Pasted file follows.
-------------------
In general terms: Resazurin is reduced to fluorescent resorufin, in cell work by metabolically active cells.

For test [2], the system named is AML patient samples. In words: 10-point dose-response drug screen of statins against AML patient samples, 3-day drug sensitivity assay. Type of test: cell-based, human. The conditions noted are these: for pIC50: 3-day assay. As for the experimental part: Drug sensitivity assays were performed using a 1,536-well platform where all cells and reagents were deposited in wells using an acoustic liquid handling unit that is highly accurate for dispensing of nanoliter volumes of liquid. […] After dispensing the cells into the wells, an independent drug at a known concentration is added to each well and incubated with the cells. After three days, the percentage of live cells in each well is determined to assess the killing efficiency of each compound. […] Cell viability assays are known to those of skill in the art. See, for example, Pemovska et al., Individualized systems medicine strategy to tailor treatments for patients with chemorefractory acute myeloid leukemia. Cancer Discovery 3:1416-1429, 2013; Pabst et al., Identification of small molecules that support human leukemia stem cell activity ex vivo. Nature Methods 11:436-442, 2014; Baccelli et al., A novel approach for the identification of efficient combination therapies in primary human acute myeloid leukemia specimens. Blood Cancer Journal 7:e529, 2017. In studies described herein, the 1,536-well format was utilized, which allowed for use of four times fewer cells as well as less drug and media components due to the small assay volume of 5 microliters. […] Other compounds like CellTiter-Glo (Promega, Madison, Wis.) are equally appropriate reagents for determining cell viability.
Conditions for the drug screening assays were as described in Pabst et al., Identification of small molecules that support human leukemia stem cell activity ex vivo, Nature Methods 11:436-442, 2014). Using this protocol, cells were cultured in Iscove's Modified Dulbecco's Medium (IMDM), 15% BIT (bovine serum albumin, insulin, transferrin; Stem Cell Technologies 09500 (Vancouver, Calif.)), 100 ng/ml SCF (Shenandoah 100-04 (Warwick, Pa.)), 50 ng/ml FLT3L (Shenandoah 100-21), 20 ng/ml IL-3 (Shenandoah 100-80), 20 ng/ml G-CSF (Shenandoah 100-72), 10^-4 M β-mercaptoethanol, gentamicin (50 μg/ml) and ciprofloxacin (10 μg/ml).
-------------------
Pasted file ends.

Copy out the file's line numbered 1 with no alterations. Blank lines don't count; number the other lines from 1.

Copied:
In general terms: Resazurin is reduced to fluorescent resorufin, in cell work by metabolically active cells.